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Event Security Tips; How to Keep Your Guests Safe

by Dan McCarthy, Event Manager at JD Parties on Sept. 20, 2016

Safety always needs to be a top priority for event planners. Bodily injury can cause serious liability issues. A disrupted event can also lead to negative publicity.

Security has actually become an event trend as more planners begin to place a heavier emphasis on safety. Send a message to potential party crashers that their intrusion is not welcome. Follow these security tips to ensure a safe and orderly event.

  1. Choose a Responsible Venue

You should always visit potential venues in person to see the facility’ layout with your own eyes. Are there sufficient emergency exits spaced out evenly? Is the building on par with local codes, and when was the last building inspection? Are there access points for paramedics to enter the premise? How about an emergency parking spot for a fire truck and police vehicles?

This may seem like a lot of questions, but they are questions to ask the venue administrator. You don’t ever want to compromise safety. In addition, you should also know the locations of the nearest hospital, police station, and fire department.

  1. Have a Backup Plan

You should have the mindset that anything that can go wrong will go wrong. This will have you prepared and ready to act accordingly in a worst case scenario.

Do you have a contingency plan in place in the event of a natural disaster or bomb threat? If guests have to be evacuated, will you be able to organize it and keep attendees calm as they exit in an orderly fashion?

You should create a safety plan that outlines the steps to take in an emergency. If a guest is injured, for example, then the plan should include steps like calling an ambulance, locating a room for tending to the guest while awaiting paramedic arrival, and so forth.

One real-life example occurred during a June 2016 self-empowerment conference held by prominent motivational speaker Tony Robbins. Multiple guests suffered minor burns to their feet after walking on a bed of hot coals during a mind-over-matter exercise.

Are your staff ready and equipped to respond in a situation such as this involving dozens of injuries?

  1. Hiring a Security Firm

Some organizers have their own staff act as security detail, and in some instances, this is good enough. However, higher profile events require security personnel from an actual security service. Having actual personnel complete in uniform and gear also sends a more imposing message to people who may think about crashing your event or acting unruly.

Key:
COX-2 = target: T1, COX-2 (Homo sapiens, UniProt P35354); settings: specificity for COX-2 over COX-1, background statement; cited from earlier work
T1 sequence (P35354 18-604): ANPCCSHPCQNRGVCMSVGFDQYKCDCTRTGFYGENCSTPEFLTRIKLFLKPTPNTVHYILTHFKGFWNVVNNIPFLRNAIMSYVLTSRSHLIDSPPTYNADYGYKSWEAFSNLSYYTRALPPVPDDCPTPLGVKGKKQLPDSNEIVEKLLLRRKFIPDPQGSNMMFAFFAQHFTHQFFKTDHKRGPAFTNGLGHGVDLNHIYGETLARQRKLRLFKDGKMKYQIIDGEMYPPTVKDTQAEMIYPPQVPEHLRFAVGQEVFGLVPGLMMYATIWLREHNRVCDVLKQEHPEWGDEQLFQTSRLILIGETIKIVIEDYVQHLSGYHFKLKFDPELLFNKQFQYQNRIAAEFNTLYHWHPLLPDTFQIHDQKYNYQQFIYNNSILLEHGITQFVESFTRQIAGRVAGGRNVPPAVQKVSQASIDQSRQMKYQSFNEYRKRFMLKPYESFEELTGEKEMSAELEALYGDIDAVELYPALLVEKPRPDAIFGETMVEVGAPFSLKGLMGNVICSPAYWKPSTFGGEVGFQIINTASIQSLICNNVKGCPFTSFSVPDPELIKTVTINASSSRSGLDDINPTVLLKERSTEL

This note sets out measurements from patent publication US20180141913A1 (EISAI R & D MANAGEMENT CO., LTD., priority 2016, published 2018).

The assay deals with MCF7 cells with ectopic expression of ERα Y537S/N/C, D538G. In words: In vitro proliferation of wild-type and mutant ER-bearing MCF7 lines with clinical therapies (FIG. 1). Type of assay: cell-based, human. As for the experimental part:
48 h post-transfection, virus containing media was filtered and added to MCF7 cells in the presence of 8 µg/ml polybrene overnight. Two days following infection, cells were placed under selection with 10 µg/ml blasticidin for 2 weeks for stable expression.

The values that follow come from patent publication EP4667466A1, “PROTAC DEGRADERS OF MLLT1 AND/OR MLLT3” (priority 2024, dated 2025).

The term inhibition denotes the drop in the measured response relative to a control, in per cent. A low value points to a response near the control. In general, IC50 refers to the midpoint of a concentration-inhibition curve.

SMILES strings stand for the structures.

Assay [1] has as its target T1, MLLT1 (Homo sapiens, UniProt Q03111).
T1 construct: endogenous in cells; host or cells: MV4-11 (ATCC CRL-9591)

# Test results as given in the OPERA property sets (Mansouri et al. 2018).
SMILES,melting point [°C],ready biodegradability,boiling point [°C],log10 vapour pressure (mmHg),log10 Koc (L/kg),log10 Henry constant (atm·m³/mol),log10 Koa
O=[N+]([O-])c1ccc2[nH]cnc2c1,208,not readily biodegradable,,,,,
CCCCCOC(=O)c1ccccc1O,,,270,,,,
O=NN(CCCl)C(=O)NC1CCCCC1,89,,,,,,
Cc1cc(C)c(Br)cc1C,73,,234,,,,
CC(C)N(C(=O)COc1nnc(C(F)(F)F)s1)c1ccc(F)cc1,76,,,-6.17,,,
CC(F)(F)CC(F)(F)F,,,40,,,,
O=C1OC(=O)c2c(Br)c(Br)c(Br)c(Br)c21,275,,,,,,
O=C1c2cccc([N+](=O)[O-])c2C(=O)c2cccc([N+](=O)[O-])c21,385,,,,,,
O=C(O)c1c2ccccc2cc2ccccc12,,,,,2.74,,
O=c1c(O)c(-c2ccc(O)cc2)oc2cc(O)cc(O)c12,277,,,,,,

Much like picking out a venue, you should also be asking multiple questions when selecting a security firm. Questions to ask include:

  • What kind of certification and training do personnel go through?
  • Who are some of the company’s previous clients?
  • Can they name an incident where their personnel had to act in an actual emergency?
  • Do members have experience using items like a metal scanner, zip cuffs, etc.?
  • Has the company ever been sued?
  1. Check Staff and Guest ID

You should be able to verify anyone who enters the venue. You should have a list of everyone that’s attending and cross them off as they register. If you have walk-ins, then there should be a speedy process for getting them verified. If you are handing out official name tags, ask that guests have them visible at all times.

Staff should also not be afraid to approach occupants that don’t have a visible tag. You should also be ready to call in security personnel if a guest refuses to show verification.

  1. Search all Bags

Aside from undergoing a metal scanning, guests should also be prepared to have their bags searched. Be sure to inform guests before the event that attendees will be subject to an inspection of their belongings. Searches and scans should be done by security rather than by your own staff.

Guests may be more willing to go along with the process if it’s carried out by uniformed personnel. There should also be an area for tagging and storing contraband items and a process where guests can retrieve them once they leave.

  1. Watch all Doors

This step is similar to checking IDs. There should be at least one person, preferably a security personnel, at each entrance at all times. It is this person’s duty to make sure everyone entering has the appropriate ID or wristband. This person will also be responsible for checking bags and answering basic guest enquiries, such as where to check in or where the restroom is located.

The person manning the door is also the person guests may turn to for reporting events. As such, that person needs to be ready to handle certain situations, such as escorting an unruly guest out of the building, or at least be the one to report it.

The vast majority of events go off without a precarious situation arising. Nevertheless, the possibility of one occurring is very real. You need to be prepared because if you don’t act accordingly, then not only do you jeopardize the safety of your guests, but you might also irreversibly compromise your company’s reputation.

This is a guest post by Dan McCarthy, Event Manager at JD Parties, an event management company based in the UK. Dan has five years of event project management under his belt. He has worked on many successful events, and currently he shares his knowledge by writing on the company blog. Follow him on Twitter @DanCarthy2

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